Scientists in China have studied the link between exposure to microplastics and male fertility. They analyzed nearly forty samples of sperm from men and found traces of plastic in all the samples, with potential effects on sperm mobility.

Microplastics are found in our food, clothing, and even in male semen! A study conducted in China looked at the relationship between exposure to polymers (a group of compounds found in certain plastics) and sperm quality in individuals not professionally exposed to these materials. The researchers noted that while microplastics are common environmental contaminants detected in human sperm from polluted areas, their prevalence and effects in the general population remain largely unexplored.

To determine the potential amount of microplastics in human sperm and assess how it may interfere with male fertility, researchers analyzed sperm samples from 36 healthy adult men collected during preconception medical evaluations. In laboratory tests, microplastics were found in all the sperm samples studied, with at least two particles per sample. Eight types of polymers were identified, including PS (polystyrene), PE (polyethylene), and PVC (polyvinyl chloride).

The study observed differences in sperm mobility, which varied depending on the type of plastic. For example, sperm exposed to polystyrene showed higher progressive sperm mobility compared to those exposed to polyvinyl chloride. Some sperm morphological abnormalities were also noted, although they were not significantly associated with specific types of plastic. The researchers emphasized the need for further research on how microplastics affect male fertility due to their presence and potential toxicity for reproduction.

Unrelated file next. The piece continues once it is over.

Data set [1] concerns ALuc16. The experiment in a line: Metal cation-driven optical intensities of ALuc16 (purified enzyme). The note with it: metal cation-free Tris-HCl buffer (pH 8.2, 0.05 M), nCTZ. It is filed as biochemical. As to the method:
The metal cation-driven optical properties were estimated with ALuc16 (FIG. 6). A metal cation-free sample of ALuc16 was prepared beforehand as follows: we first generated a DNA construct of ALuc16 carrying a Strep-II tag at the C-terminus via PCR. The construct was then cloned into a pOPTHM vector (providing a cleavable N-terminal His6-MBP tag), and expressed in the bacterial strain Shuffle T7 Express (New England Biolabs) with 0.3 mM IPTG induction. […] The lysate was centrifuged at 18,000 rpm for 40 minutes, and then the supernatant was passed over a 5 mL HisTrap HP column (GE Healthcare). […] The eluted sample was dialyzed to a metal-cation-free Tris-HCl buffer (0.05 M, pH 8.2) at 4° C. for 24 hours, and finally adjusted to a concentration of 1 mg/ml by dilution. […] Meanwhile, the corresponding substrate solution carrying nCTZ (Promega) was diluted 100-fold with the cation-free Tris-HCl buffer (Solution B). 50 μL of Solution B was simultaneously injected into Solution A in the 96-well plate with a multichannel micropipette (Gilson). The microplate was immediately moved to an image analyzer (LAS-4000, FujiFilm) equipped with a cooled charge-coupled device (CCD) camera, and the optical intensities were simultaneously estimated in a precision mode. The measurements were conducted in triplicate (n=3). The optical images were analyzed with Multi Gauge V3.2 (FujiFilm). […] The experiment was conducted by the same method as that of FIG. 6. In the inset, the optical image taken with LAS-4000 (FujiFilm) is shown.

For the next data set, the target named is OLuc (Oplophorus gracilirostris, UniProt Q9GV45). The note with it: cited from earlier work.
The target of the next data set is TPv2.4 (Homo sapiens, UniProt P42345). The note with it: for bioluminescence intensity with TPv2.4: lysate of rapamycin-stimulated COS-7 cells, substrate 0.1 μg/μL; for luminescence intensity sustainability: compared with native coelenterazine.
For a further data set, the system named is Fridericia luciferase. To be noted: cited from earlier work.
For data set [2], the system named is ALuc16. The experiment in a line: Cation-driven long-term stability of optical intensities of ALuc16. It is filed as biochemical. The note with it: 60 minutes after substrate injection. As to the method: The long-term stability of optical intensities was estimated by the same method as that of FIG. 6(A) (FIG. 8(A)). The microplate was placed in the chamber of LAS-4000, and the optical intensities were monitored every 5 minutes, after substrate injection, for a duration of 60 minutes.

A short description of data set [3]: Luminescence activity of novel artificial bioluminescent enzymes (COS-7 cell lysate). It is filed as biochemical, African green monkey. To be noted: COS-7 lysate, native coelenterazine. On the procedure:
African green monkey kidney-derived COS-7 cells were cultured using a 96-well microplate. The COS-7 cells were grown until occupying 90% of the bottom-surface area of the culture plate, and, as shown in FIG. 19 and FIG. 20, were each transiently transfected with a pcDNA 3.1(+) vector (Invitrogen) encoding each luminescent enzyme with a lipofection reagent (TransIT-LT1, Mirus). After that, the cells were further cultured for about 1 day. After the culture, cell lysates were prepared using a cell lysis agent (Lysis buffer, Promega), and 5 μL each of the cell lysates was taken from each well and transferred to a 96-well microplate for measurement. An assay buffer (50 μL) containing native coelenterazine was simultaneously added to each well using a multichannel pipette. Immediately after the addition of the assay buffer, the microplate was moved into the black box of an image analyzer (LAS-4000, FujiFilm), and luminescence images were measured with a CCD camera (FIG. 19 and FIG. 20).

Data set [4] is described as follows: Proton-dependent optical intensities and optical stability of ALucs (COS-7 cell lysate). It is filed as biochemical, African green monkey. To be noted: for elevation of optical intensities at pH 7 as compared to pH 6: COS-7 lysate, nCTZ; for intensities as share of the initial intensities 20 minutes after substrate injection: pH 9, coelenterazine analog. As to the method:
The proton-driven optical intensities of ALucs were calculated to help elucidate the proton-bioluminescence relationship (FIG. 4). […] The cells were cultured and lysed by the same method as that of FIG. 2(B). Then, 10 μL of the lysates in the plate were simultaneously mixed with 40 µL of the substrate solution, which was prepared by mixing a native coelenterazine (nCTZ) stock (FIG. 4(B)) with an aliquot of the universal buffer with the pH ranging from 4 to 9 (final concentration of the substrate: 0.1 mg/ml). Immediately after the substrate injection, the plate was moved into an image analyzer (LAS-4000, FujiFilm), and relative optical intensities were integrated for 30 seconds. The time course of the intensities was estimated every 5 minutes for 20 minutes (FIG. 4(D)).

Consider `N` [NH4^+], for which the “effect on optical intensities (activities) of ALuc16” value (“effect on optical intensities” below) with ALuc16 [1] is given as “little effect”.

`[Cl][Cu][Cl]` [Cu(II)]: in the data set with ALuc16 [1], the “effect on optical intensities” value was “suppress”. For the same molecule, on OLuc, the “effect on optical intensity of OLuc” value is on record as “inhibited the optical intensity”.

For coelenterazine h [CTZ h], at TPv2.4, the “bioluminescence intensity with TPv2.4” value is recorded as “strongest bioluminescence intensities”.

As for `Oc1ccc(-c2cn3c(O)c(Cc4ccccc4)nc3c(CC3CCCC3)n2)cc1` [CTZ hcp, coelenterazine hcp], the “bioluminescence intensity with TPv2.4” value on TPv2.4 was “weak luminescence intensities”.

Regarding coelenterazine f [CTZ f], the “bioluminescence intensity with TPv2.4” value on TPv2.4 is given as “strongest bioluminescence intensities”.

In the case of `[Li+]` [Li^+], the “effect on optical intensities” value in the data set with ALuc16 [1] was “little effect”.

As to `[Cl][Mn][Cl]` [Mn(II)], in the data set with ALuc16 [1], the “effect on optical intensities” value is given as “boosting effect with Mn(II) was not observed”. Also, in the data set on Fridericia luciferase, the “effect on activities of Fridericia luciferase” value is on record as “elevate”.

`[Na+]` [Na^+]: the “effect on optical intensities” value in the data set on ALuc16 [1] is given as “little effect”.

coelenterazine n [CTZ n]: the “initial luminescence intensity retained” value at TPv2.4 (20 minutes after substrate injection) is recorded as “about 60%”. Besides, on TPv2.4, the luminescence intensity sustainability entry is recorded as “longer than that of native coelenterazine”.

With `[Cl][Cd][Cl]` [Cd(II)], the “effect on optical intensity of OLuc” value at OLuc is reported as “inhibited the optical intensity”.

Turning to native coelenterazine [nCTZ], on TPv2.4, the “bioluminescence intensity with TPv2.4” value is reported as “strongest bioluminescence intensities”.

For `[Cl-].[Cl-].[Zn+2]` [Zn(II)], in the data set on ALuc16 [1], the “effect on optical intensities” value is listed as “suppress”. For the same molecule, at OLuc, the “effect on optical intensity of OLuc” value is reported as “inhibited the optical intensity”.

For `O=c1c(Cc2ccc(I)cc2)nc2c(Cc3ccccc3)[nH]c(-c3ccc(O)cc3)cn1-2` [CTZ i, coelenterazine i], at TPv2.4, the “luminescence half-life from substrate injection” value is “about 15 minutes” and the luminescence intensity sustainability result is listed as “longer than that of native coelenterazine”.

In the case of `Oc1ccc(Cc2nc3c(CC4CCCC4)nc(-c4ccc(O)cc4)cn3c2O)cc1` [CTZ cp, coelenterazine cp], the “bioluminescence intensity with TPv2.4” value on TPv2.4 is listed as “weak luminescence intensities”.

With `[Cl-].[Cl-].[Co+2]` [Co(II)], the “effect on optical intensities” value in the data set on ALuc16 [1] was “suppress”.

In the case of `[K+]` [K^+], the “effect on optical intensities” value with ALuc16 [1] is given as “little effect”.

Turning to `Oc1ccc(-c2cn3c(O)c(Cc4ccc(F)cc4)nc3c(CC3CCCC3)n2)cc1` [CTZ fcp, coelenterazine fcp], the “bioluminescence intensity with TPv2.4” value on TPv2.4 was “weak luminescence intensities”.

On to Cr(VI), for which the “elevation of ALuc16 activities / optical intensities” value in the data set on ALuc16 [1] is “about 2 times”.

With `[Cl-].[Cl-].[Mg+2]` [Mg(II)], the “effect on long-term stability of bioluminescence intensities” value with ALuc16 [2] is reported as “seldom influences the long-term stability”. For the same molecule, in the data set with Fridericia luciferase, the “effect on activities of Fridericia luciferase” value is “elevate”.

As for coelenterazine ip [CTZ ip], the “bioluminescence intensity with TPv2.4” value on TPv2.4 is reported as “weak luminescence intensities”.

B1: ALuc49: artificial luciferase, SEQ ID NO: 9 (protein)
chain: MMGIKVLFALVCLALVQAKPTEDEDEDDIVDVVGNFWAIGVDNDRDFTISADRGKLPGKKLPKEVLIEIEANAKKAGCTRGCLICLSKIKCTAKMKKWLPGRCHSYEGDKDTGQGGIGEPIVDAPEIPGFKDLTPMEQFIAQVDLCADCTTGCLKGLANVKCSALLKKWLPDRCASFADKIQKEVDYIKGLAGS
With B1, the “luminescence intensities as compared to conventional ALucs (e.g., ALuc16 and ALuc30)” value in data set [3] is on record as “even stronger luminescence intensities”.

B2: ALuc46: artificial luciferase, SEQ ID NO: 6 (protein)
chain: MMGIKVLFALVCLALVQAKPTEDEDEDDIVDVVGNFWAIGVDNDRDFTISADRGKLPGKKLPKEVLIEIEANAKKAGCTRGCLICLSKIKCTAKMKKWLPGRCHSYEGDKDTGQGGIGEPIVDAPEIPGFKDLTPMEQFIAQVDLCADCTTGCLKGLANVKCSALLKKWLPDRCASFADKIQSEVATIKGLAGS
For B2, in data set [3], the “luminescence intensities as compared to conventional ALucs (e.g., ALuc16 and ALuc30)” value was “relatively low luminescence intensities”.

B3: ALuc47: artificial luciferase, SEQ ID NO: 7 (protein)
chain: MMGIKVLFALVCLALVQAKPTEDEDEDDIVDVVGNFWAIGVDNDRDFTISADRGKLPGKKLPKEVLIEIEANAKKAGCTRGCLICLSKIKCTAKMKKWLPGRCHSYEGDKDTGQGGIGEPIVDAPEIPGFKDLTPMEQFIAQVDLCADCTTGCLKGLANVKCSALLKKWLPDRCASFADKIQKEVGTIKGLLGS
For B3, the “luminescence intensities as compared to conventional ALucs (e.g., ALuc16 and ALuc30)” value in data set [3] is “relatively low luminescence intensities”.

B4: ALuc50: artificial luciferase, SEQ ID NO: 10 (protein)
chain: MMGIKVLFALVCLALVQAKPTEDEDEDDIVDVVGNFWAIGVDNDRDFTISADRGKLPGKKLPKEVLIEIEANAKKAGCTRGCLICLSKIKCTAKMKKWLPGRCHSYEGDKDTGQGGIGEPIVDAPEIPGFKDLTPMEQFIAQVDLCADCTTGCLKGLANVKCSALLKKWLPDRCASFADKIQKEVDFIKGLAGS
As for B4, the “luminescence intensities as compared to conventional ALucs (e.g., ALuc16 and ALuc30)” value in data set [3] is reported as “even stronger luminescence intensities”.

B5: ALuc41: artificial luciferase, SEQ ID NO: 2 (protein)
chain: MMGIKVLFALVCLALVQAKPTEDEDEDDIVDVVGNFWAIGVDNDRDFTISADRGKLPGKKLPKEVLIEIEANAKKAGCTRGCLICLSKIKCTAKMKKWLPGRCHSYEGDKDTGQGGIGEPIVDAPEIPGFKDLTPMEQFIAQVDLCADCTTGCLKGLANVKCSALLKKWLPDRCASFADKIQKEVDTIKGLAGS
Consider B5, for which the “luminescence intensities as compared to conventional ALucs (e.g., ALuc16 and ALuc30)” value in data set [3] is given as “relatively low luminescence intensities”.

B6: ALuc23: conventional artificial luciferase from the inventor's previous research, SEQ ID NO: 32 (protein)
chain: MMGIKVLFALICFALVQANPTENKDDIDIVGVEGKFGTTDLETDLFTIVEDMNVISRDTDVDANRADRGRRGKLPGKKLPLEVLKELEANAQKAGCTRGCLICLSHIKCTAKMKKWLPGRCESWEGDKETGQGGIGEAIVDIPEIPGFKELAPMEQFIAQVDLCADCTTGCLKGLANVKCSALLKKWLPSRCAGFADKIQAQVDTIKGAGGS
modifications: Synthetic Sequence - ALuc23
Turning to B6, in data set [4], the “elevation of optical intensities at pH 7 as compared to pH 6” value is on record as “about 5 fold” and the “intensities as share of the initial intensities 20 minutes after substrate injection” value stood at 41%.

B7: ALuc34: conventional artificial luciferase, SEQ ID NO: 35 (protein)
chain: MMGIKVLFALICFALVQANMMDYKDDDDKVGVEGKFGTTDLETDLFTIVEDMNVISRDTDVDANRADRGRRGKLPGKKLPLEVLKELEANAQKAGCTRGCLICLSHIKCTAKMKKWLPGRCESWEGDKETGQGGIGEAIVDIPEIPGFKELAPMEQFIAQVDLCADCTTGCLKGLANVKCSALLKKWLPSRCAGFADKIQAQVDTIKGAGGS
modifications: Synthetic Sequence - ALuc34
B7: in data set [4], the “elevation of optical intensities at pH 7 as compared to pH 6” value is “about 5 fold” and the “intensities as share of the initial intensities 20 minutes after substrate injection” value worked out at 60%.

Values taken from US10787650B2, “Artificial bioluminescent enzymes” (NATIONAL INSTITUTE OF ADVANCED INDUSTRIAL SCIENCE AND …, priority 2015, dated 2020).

This is not the first study to detect microplastics in human sperm. An article published in Toxicological Sciences in May mentioned analyses conducted in New Mexico, USA, on 23 samples of male semen. Additionally, Italian researchers found pigmented microplastic fragments in spherical or irregular shapes in six out of ten human sperm samples six months prior.

The findings of these studies highlight the widespread presence of microplastics in the environment and their potential impact on human health, specifically male fertility. Further research is needed to fully understand the implications of microplastic exposure on reproductive health and to develop strategies to mitigate these risks. It is essential to raise awareness about the sources of microplastic contamination and work towards reducing its impact on human health and the environment.